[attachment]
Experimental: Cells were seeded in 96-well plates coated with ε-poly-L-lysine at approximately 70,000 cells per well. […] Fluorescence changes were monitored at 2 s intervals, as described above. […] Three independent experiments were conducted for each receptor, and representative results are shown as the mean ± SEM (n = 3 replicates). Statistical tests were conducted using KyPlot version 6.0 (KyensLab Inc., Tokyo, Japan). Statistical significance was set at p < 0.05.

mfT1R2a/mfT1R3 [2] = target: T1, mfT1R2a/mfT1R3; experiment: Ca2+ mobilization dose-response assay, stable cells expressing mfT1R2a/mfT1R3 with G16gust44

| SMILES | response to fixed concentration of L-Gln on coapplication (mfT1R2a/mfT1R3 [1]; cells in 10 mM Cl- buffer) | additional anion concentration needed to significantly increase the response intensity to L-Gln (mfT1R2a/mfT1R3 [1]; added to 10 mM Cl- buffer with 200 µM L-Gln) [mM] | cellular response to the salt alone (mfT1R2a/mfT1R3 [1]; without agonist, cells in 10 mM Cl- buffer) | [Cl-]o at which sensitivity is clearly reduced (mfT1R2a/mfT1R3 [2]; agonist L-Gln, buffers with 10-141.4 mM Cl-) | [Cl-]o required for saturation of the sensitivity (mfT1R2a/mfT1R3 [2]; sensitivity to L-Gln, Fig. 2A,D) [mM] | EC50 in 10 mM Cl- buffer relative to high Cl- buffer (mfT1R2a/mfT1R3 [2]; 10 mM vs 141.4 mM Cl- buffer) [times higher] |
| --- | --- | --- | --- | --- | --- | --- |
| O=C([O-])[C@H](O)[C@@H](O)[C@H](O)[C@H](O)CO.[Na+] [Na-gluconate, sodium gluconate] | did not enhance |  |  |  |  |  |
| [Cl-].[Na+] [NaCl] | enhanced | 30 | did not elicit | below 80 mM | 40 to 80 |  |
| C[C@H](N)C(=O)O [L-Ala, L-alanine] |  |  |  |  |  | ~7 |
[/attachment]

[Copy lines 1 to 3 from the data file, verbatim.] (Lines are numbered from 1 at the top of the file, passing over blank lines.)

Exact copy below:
Experimental: Cells were seeded in 96-well plates coated with ε-poly-L-lysine at approximately 70,000 cells per well. […] Fluorescence changes were monitored at 2 s intervals, as described above. […] Three independent experiments were conducted for each receptor, and representative results are shown as the mean ± SEM (n = 3 replicates). Statistical tests were conducted using KyPlot version 6.0 (KyensLab Inc., Tokyo, Japan). Statistical significance was set at p < 0.05.

mfT1R2a/mfT1R3 [2] = target: T1, mfT1R2a/mfT1R3; experiment: Ca2+ mobilization dose-response assay, stable cells expressing mfT1R2a/mfT1R3 with G16gust44

| SMILES | response to fixed concentration of L-Gln on coapplication (mfT1R2a/mfT1R3 [1]; cells in 10 mM Cl- buffer) | additional anion concentration needed to significantly increase the response intensity to L-Gln (mfT1R2a/mfT1R3 [1]; added to 10 mM Cl- buffer with 200 µM L-Gln) [mM] | cellular response to the salt alone (mfT1R2a/mfT1R3 [1]; without agonist, cells in 10 mM Cl- buffer) | [Cl-]o at which sensitivity is clearly reduced (mfT1R2a/mfT1R3 [2]; agonist L-Gln, buffers with 10-141.4 mM Cl-) | [Cl-]o required for saturation of the sensitivity (mfT1R2a/mfT1R3 [2]; sensitivity to L-Gln, Fig. 2A,D) [mM] | EC50 in 10 mM Cl- buffer relative to high Cl- buffer (mfT1R2a/mfT1R3 [2]; 10 mM vs 141.4 mM Cl- buffer) [times higher] |